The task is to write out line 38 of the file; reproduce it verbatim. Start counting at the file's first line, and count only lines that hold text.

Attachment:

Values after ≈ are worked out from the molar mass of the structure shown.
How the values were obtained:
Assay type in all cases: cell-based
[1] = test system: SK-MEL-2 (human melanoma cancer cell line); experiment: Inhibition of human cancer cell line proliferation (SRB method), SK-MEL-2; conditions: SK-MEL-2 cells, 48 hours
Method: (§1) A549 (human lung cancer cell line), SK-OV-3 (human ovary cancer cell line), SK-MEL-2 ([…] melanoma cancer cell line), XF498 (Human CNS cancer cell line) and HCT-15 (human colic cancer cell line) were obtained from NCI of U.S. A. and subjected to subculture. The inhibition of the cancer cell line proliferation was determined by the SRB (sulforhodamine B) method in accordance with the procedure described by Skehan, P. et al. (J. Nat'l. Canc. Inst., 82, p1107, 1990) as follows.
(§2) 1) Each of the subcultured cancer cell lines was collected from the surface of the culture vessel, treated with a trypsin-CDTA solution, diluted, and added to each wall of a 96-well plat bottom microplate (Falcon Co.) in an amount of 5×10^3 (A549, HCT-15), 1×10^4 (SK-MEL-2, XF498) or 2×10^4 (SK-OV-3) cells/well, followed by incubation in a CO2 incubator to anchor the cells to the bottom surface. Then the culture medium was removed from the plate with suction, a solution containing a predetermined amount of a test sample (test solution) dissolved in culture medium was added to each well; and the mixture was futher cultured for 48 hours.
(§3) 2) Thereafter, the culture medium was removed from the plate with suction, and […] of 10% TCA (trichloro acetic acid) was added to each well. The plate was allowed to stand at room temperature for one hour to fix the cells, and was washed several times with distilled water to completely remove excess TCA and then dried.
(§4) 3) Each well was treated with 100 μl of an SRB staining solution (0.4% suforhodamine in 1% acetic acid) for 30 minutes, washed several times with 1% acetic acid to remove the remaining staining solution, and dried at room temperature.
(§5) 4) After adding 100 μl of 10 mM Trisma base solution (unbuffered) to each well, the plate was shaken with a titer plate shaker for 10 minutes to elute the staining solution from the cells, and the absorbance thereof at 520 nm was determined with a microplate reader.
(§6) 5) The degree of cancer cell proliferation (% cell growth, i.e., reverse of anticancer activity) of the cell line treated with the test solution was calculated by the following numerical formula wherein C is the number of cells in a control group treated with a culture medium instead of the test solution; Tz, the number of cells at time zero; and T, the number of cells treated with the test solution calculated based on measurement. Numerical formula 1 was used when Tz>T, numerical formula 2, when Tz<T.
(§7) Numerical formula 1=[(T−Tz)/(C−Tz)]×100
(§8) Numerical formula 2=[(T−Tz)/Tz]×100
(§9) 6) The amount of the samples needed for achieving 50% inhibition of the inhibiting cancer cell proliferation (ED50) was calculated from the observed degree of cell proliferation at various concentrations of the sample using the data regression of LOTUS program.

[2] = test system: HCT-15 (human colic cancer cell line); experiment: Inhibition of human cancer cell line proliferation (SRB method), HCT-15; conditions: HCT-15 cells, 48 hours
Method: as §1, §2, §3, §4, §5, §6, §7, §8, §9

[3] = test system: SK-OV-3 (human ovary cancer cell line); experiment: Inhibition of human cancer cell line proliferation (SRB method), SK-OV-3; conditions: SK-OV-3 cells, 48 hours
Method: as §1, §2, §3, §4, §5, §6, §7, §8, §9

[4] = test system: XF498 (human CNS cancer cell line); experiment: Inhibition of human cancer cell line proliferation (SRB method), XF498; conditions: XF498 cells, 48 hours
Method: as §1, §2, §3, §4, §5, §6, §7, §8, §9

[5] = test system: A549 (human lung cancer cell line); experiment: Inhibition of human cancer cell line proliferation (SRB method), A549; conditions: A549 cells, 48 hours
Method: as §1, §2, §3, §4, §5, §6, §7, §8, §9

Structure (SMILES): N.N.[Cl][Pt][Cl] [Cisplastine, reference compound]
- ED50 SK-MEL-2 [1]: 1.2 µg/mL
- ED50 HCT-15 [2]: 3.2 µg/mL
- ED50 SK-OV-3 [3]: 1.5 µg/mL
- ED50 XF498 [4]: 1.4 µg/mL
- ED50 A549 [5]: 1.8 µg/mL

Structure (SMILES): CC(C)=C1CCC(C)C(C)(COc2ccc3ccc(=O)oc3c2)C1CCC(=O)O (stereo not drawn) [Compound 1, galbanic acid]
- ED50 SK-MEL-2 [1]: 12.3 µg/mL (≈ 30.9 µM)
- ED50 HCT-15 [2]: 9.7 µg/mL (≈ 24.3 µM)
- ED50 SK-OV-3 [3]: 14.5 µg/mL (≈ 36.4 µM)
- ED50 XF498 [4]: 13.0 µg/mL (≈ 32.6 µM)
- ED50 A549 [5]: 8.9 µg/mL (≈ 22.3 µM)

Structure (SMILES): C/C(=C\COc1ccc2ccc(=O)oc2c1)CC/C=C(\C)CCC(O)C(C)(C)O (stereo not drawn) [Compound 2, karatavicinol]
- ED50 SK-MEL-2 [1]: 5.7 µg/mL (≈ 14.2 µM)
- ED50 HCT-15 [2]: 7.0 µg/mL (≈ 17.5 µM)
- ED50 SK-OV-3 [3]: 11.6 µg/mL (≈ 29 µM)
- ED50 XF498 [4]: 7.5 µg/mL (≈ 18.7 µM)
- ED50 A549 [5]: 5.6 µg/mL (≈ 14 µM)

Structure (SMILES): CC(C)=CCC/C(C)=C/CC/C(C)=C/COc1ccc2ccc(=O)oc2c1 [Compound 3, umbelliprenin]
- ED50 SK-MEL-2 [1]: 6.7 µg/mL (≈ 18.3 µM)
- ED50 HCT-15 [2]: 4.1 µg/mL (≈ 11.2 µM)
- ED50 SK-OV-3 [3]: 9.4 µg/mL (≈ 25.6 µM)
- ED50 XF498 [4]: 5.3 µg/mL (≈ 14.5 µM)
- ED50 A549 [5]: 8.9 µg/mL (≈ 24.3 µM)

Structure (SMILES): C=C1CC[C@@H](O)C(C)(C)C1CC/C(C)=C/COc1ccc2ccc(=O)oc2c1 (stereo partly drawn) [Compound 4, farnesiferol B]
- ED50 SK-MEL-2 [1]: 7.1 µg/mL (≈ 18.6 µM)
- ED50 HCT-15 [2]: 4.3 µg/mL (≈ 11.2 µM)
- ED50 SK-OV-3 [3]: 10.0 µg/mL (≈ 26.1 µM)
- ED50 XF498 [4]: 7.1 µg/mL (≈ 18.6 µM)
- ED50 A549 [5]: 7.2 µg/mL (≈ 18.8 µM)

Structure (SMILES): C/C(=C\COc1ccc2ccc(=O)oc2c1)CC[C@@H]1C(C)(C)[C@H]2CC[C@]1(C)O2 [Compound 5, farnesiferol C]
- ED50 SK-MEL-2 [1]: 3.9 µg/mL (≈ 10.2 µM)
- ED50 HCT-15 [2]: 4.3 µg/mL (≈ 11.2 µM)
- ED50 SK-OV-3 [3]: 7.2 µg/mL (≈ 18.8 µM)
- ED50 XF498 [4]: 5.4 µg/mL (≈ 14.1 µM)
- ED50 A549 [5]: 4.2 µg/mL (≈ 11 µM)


- ED50 XF498 [4]: 7.5 µg/mL (≈ 18.7 µM)